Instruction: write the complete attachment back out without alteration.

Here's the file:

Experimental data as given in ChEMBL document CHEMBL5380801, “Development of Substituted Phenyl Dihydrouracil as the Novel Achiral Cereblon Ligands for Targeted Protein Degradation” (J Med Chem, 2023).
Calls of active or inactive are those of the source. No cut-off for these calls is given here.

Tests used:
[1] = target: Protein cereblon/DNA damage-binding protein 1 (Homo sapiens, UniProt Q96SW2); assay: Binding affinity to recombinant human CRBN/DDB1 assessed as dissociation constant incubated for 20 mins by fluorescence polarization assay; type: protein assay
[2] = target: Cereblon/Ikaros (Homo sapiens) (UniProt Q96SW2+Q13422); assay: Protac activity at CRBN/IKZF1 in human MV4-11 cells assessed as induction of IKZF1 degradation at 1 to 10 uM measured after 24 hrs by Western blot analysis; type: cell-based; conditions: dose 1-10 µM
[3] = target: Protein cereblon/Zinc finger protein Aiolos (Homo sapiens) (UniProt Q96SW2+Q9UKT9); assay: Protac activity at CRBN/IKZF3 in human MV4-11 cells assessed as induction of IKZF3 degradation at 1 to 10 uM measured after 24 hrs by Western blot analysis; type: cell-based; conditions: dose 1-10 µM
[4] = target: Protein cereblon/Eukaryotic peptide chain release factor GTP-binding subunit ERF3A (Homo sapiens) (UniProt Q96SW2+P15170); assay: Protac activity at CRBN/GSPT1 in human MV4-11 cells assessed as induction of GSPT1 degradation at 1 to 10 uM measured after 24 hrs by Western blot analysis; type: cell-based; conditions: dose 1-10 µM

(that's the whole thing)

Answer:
Experimental data as given in ChEMBL document CHEMBL5380801, “Development of Substituted Phenyl Dihydrouracil as the Novel Achiral Cereblon Ligands for Targeted Protein Degradation” (J Med Chem, 2023).
Calls of active or inactive are those of the source. No cut-off for these calls is given here.

Tests used:
[1] = target: Protein cereblon/DNA damage-binding protein 1 (Homo sapiens, UniProt Q96SW2); assay: Binding affinity to recombinant human CRBN/DDB1 assessed as dissociation constant incubated for 20 mins by fluorescence polarization assay; type: protein assay
[2] = target: Cereblon/Ikaros (Homo sapiens) (UniProt Q96SW2+Q13422); assay: Protac activity at CRBN/IKZF1 in human MV4-11 cells assessed as induction of IKZF1 degradation at 1 to 10 uM measured after 24 hrs by Western blot analysis; type: cell-based; conditions: dose 1-10 µM
[3] = target: Protein cereblon/Zinc finger protein Aiolos (Homo sapiens) (UniProt Q96SW2+Q9UKT9); assay: Protac activity at CRBN/IKZF3 in human MV4-11 cells assessed as induction of IKZF3 degradation at 1 to 10 uM measured after 24 hrs by Western blot analysis; type: cell-based; conditions: dose 1-10 µM
[4] = target: Protein cereblon/Eukaryotic peptide chain release factor GTP-binding subunit ERF3A (Homo sapiens) (UniProt Q96SW2+P15170); assay: Protac activity at CRBN/GSPT1 in human MV4-11 cells assessed as induction of GSPT1 degradation at 1 to 10 uM measured after 24 hrs by Western blot analysis; type: cell-based; conditions: dose 1-10 µM